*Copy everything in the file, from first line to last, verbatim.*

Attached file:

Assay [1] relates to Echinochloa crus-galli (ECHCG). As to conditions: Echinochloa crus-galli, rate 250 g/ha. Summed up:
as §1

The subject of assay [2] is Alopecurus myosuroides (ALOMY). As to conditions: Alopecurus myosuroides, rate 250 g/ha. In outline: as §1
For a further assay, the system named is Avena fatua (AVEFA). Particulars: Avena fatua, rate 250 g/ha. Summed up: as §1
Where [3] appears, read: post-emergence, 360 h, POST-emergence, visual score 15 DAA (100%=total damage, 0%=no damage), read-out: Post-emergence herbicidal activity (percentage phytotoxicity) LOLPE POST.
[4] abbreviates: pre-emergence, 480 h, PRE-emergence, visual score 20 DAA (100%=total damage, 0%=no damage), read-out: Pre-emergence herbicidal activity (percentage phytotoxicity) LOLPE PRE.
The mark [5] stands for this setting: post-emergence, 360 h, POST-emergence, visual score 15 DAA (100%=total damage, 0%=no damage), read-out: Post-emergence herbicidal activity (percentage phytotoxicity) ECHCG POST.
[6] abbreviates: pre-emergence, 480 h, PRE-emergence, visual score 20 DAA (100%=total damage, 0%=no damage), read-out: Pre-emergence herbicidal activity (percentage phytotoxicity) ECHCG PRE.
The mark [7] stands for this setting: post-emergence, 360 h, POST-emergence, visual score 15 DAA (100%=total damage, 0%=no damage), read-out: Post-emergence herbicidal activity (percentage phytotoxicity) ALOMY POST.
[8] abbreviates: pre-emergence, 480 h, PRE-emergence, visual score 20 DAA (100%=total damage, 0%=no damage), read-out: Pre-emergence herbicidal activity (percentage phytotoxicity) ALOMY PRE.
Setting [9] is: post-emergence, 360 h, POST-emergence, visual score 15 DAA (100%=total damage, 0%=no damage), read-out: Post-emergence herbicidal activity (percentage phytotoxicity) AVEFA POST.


Assay [1] relates to Echinochloa crus-galli (ECHCG). As to conditions: Echinochloa crus-galli, rate 250 g/ha. Summed up:
as §1

The subject of assay [2] is Alopecurus myosuroides (ALOMY). As to conditions: Alopecurus myosuroides, rate 250 g/ha. In outline: as §1
For a further assay, the system named is Avena fatua (AVEFA). Particulars: Avena fatua, rate 250 g/ha. Summed up: as §1
Where [3] appears, read: post-emergence, 360 h, POST-emergence, visual score 15 DAA (100%=total damage, 0%=no damage), read-out: Post-emergence herbicidal activity (percentage phytotoxicity) LOLPE POST.
[4] abbreviates: pre-emergence, 480 h, PRE-emergence, visual score 20 DAA (100%=total damage, 0%=no damage), read-out: Pre-emergence herbicidal activity (percentage phytotoxicity) LOLPE PRE.
The mark [5] stands for this setting: post-emergence, 360 h, POST-emergence, visual score 15 DAA (100%=total damage, 0%=no damage), read-out: Post-emergence herbicidal activity (percentage phytotoxicity) ECHCG POST.
[6] abbreviates: pre-emergence, 480 h, PRE-emergence, visual score 20 DAA (100%=total damage, 0%=no damage), read-out: Pre-emergence herbicidal activity (percentage phytotoxicity) ECHCG PRE.
The mark [7] stands for this setting: post-emergence, 360 h, POST-emergence, visual score 15 DAA (100%=total damage, 0%=no damage), read-out: Post-emergence herbicidal activity (percentage phytotoxicity) ALOMY POST.
[8] abbreviates: pre-emergence, 480 h, PRE-emergence, visual score 20 DAA (100%=total damage, 0%=no damage), read-out: Pre-emergence herbicidal activity (percentage phytotoxicity) ALOMY PRE.
Setting [9] is: post-emergence, 360 h, POST-emergence, visual score 15 DAA (100%=total damage, 0%=no damage), read-out: Post-emergence herbicidal activity (percentage phytotoxicity) AVEFA POST.